British boy, 15, gets life sentence for inciting Anzac Day attack in Australia

British boy, 15, gets life sentence for inciting Anzac Day attack in Australia

LONDON - Reuters
British boy, 15, gets life sentence for inciting Anzac Day attack in Australia

AFP Photo

A 15-year-old boy, thought to be the youngest Briton to be convicted of a terrorism offence, was given a life sentence on Friday for inciting an attack on a World War One commemorative event in Australia from his bedroom in northern England. 

The boy, who cannot be named due to his age, pleaded guilty in July to sending messages online encouraging an attack on police officers at an event in April to mark Anzac Day - a day of remembrance for military dead in Australia and New Zealand. He was just 14 at the time. 

The discovery of the boy's actions sparked a massive police operation in Melbourne, which led to the arrest of five teenagers who were planning an Islamic State of Iraq and the Levant (ISIL) -inspired attack on an event to mark the centenary of the Gallipoli landings, Australian authorities said.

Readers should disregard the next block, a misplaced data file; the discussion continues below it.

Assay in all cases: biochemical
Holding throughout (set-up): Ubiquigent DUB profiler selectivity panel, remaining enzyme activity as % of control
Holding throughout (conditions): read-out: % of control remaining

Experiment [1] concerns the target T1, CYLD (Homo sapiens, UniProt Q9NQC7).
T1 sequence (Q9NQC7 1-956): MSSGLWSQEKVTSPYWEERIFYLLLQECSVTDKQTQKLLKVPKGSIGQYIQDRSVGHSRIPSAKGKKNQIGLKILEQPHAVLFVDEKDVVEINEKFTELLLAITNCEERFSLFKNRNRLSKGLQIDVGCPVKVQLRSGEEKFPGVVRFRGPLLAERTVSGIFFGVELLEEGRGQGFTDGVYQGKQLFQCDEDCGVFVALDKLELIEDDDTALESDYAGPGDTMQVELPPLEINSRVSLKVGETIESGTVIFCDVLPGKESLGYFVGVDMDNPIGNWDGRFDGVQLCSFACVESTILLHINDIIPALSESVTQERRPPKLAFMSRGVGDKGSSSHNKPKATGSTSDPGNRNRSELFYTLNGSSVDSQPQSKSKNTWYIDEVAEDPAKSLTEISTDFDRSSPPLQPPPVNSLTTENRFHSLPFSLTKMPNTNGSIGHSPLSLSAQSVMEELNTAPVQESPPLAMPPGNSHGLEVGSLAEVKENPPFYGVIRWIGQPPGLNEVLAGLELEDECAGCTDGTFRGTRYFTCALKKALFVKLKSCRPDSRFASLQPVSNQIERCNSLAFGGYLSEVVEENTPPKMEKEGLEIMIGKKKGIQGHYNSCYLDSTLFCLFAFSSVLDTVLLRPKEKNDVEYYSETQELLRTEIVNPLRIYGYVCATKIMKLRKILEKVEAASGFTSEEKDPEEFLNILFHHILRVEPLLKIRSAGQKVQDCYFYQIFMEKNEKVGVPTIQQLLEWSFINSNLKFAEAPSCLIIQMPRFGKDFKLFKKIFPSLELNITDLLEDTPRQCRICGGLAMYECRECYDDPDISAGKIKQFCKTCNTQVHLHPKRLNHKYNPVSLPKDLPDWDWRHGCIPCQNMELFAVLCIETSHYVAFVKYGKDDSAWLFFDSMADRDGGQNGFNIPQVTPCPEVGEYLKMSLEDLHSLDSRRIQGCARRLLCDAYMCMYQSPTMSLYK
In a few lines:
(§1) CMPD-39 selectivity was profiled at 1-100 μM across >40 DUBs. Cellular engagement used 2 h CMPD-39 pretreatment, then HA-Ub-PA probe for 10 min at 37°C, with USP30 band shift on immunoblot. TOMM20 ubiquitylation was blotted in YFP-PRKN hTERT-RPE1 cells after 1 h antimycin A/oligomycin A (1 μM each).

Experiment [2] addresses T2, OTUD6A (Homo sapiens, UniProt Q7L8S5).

British police said had the plot not been uncovered, it was likely someone would have been seriously injured or killed. 

"From the early communication we could read, it was obvious the Anzac Day memorial service was going to be a target," said Detective Chief Superintendent Tony Mole of the North West Counter Terrorism Unit. 

"People will be understandably be shocked by the age of the boy. However, this should not detract from the horror of what he was planning." 

The boy from Blackburn, who had admitted a charge of inciting another person to commit an act of terrorism, was sentenced to life in a youth detention centre and will have to serve a minimum of five years. 

Manchester Crown Court heard he was initially arrested by police on suspicion of making threats to kill his teacher. When detectives examined his phone they found extreme images, including a screen saver of ISIL militants. 

There was also evidence he had searched the internet for instructions on making explosives and building a detonator from scratch. 

During nine days in March he shared more than 3,000 heavily encrypted messages with fellow plotter "Illyas" in Australia, in which they discussed a plan to run over a police officer at an Anzac Day parade. 

The boy also suggested Illyas break into someone's house to "get your first taste of beheading" and they shared images, including an exact replica of a knife used in the "Rambo" films. The boy said it had a handle which is "perfect for tearing through throat".